Every year, more and more seniors are starting to exercise regularly. This is a great thing as we know exercise can improve mobility, balance, strength, coordination, and decrease the risk of falls. Working with older adults is also a great niche for fitness professionals because you provide the necessary guidance and lifestyle help to improve the lives of this demographic. But, chances are your senior clients may suffer from any number of age-related conditions or diseases.

If you are training older adults, it’s important to know the common conditions they may have and how to safely work with or around them.

Listed below are some of the more common conditions you’ll see in older adults. It is important to note – not all older adults are going to have these conditions and these conditions are not necessarily only seen in older adults, it’s just that older adults are more likely to have these conditions then the rest of the population. Further, this is far from an exhaustive list of age-related conditions, but it’s.

Age-Related Condition 1: Dementia

Dementia is not a specific disease but rather a general term for the impaired ability to remember, think, or make decisions that interferes with everyday activities.

The most common type of dementia is Alzheimer’s disease. According to the CDC approximately 5.8 million people in the United States have Alzheimer’s disease and related dementias. The majority (about 97%) of cases are in people aged 65 and older. It’s important to bear in mind, however, that your client may not be aware of their mental decline or have a diagnosis of dementia to share with you. This is why it’s important to look out for the early symptoms of dementia outlined here:

  • memory loss
  • difficulty concentrating
  • finding it hard to carry out familiar daily tasks, such as getting confused over the correct change when shopping
  • struggling to follow a conversation or find the right word
  • being confused about time and place
  • mood changes

You may be surprised to know that dementia is not a natural part of aging, although most common in aging adults. If your client has not shared with you a diagnosis and you are noticing the above signs, you may delicately express concern for their well-being because they haven’t been themselves lately (only appropriate for clients you have been training for some time). If you are familiar with a close family member or caretaker, you may wish to have such a discussion with them instead. Otherwise, you may also suggest that your client get a check-up with a health provider in order to continue the training relationship (explaining that is protocol for you after age 65, for instance).

Tips for training people with dementia

  • Always speak to the client face-to-face.
    • Eye contact is a must
  • Avoid chatter and unnecessary details
    • Use short simple sentences
  • Don’t be alarmed or offended if the client does not remember who you are
  • Allow client to tell you the same stories over and over
    • Behave as though each time it is new
  • Use verbal, visual, and tactile cues in your instruction
    • Pair verbal cues with a visual demonstration

Age-Related Condition 2: Arthritis

Arthritis is a general term for conditions that cause pain and stiffness in the joints or the tissues around the joint. There are more than 100 types of arthritis, some of the most common being osteoarthritis, rheumatoid arthritis, gout, and fibromyalgia.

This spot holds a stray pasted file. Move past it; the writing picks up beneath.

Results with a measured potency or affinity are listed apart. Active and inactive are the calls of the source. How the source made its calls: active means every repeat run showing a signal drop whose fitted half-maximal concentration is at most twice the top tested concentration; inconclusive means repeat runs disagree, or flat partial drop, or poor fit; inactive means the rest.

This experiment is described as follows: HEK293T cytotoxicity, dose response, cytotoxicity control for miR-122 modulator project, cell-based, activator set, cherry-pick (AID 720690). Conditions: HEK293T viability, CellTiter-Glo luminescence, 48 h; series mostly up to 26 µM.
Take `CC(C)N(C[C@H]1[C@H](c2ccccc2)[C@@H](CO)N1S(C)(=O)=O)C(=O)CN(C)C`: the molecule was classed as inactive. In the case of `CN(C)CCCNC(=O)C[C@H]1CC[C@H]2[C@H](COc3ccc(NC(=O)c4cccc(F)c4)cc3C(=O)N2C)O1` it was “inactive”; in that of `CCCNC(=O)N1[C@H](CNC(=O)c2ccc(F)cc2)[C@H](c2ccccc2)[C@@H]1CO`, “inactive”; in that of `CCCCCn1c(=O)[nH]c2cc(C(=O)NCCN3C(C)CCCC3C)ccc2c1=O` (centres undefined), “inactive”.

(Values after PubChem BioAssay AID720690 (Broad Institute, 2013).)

According to the CDC Arthritis affects 58.5 million US adults (about 1 in 4).

Tips for training people with Arthritis

  • Plan a progressive strength training program
    • Small increases in intensity and resistance
  • Strength training machines improve movement in weight in the right place
    • Free weights require more stabilization
  • Ask how they are feeling before they start their training session
    • They may be experiencing a “flare”
  • Use adaptive devices
    • Blocks under heels / padded gloves for holding weights
  • Be prepared to modify if a position becomes painful
    • Painful knees = shallower range of motion in squats and lunges, or greater emphasis on open-chain movements, band work, and bridges.

Age-Related Condition 3: Osteoporosis

Osteoporosis is a bone disease that develops when bone mineral density and bone mass decrease, or when the quality or structure of bone changes. This can lead to a decrease in bone strength that can subsequently increase the risk of fractures (broken bones).

Approximately 10 million Americans have osteoporosis and another 44 million have low bone density, placing them at increased risk. Although osteoporosis is more common in women, it is still prevalent in men.

Tips for training clients with Osteoporosis.

  • Plan a progressive strength training program
    • Small increases in intensity and resistance
  • Include balance work for falls prevention
  • Avoid
    • Jarring or excessive twisting
    • Abrupt and sudden or high impact
    • Abdominal curls or excessive trunk flexion


These are just some of the age-related conditions you’ll see if you are training older adults. It is essential to appropriately pre-screen every client and obtain medical clearance if necessary. If you’re considering specializing in this area, I’d recommend completing a senior fitness certification.

Jono Petrohilos

Jono is the Co Founder and Director at Fitness Education Online, one of the largest providers of online CEC courses for Fitness Professionals. Jono has been in the industry since 2009 and also a best selling author, a podcast host and a winner of the Fitness Australia Educator of The Year Award.. Fitness Education Online also have one of the largest Facebook Groups in the world for Fitness Professionals with over 15,000 members click here to join.